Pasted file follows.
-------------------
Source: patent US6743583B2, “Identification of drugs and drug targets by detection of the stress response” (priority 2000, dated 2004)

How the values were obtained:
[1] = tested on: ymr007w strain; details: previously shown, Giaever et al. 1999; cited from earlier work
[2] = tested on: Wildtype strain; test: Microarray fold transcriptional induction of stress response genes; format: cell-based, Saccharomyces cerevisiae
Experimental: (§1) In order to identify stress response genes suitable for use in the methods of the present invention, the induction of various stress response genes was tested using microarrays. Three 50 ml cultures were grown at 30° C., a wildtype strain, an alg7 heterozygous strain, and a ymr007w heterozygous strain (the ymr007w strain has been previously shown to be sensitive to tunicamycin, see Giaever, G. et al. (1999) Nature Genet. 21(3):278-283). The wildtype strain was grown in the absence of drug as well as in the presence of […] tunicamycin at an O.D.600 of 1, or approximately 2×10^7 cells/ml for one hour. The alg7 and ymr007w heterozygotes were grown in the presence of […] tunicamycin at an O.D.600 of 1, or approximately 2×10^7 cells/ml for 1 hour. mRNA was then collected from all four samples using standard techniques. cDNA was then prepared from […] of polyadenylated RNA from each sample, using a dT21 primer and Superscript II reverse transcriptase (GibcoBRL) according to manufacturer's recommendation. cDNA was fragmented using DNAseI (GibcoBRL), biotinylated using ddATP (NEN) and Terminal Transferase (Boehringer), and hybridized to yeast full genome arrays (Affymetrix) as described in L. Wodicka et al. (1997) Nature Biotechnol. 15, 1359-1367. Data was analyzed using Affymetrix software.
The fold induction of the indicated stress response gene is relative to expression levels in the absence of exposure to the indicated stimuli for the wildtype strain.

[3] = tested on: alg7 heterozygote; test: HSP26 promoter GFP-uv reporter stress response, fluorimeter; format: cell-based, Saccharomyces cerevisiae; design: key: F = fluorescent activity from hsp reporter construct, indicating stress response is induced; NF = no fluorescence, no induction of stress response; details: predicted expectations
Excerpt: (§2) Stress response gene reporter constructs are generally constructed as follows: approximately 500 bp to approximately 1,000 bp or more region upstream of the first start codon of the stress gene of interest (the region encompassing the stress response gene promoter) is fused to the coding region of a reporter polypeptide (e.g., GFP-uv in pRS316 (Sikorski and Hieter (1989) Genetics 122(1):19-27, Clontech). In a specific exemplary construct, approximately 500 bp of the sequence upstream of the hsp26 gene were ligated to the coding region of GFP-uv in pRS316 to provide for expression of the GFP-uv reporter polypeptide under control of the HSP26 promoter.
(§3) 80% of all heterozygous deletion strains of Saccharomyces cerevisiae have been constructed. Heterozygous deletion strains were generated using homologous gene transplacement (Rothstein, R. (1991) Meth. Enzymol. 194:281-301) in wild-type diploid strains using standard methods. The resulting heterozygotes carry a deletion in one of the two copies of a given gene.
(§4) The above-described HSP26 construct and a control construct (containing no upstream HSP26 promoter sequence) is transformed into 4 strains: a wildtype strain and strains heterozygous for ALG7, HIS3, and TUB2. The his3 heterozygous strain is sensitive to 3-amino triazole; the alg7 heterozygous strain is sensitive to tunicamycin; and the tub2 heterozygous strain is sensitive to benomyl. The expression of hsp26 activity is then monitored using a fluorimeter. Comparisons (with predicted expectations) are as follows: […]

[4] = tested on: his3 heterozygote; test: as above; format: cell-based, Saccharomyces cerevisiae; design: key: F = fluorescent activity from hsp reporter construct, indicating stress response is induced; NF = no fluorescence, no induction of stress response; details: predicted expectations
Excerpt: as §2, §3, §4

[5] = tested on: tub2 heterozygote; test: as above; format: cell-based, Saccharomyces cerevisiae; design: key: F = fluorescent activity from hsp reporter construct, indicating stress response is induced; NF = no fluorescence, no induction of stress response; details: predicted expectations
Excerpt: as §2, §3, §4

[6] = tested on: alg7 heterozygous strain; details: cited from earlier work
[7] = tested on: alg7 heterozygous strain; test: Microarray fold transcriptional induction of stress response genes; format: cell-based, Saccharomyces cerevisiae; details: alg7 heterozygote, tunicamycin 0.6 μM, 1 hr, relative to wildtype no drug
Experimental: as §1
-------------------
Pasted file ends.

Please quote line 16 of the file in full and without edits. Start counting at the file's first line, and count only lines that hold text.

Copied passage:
[7] = tested on: alg7 heterozygous strain; test: Microarray fold transcriptional induction of stress response genes; format: cell-based, Saccharomyces cerevisiae; details: alg7 heterozygote, tunicamycin 0.6 μM, 1 hr, relative to wildtype no drug